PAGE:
Rediscovering African Contemporary Art
Art And Culture

Rediscovering African Contemporary Art

Giles Peppiatt, from Bonhams in London, had good reason to make the trip to Nigeria’s financial capital, Lagos, for the auction house’s next sale of African art -- a glut of potential buyers.
On a recent visit, he described Africa as “one of our hottest properties on the art block,” reports AFP.
Bonhams has blazed a trail in the sector, having organized its first “Africa Now” sale of modern and contemporary African art in 2007, which has since become an annual event.
Among its most expensive sales was “Arab Priest” (1945) by South African painter Irma Stern, which was bought by the Qatar Museums Authority for just over three million pounds ($4.7 million) in 2011.
“New World Map” (2009) -- one of Ghanaian artist El Anatsui’s tapestries embroidered from crushed aluminium bottle tops and copper wire - went for nearly 550,000 pounds the following year.
A series of seven wooden sculptures by Nigeria’s Ben Enwonwu fetched 361.250 pounds - triple the estimate price.
Leading African artists were virtually absent from art sales just a decade ago but now contemporary works feature strongly in sales at several international auction houses. Another El Anatsui tapestry sold for $1.4 million at Sotheby’s.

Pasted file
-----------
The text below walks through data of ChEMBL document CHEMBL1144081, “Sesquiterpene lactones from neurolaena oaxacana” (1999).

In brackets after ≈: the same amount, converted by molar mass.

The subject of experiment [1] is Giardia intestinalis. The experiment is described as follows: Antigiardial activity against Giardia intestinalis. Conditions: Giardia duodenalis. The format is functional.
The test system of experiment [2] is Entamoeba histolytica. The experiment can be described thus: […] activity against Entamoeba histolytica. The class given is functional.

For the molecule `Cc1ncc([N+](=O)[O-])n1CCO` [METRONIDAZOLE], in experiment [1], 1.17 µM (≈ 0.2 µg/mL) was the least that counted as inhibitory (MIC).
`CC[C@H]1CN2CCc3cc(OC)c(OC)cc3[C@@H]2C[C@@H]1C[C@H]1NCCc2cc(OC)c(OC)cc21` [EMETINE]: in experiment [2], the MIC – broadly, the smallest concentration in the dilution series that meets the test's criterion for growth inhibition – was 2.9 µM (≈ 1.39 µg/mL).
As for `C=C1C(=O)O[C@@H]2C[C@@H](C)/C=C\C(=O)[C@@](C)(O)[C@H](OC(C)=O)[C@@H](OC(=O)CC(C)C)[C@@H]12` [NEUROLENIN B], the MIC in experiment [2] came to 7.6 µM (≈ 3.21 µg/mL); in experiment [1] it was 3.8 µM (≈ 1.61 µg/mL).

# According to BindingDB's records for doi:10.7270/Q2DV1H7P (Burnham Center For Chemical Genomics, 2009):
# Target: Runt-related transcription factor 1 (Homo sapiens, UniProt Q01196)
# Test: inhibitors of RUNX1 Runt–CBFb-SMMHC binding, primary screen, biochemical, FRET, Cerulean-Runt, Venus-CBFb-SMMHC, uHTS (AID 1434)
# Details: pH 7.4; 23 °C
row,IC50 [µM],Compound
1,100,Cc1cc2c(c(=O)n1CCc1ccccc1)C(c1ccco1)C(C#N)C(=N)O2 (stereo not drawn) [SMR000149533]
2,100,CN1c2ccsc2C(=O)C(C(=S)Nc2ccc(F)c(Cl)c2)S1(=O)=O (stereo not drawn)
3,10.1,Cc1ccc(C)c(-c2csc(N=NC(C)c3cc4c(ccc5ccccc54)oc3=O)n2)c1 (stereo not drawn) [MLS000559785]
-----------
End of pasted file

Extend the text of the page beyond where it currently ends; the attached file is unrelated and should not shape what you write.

“When institutions such as the Tate (in London) and the Smithsonian (in Washington DC) start to acquire contemporary African art, one then knows something wonderful has occurred,” said Peppiatt.
In Africa, the Zinsou foundation’s Museum of Contemporary African art in Ouidah, Benin, and the forthcoming opening of the huge Zeitz Museum of Contemporary Art in Cape Town, South Africa, are clear signs of the increasing interest of collectors.
Most of the buyers at Bonhams’ “Africa Now” sales are African and a lot of collectors are very wealthy Nigerian businessmen.
  Culture and Heritage
“Nigerian art collectors want a piece of their own culture and heritage and are prepared to invest,” added Bonhams’ representative in Lagos, Neil Coventry.
“What’s fascinating is that these pieces are being found all over the world. In some cases they are coming back to Nigeria where they are valued and appreciated the most.”
Coventry, cites the example of Ben Enwonwu, painter and sculptor, who died in 1994, and was once a famous name in Nigeria, and Britain, where he was notably the first black African artist commissioned to make a sculpture of Queen Elizabeth II in 1957.
But his name was forgotten and only rediscovered in recent years. “This rediscovery of Enwonwu’s works is amazing.”
Femi Lijadu is one of several art collectors who has already pinpointed Nigerian works “at affordable prices”.
A corporate lawyer, he has 500 pieces in his collection and remembers the time he began earning a living in the 1980s and buying pictures by the “Grand Masters” of Nigeria.
“At the time we dreamt of the day where the world would finally start to take notice of Nigerian and African art in general,” he recalls with a smile. Judging by the scale of the auction, that day has arrived.


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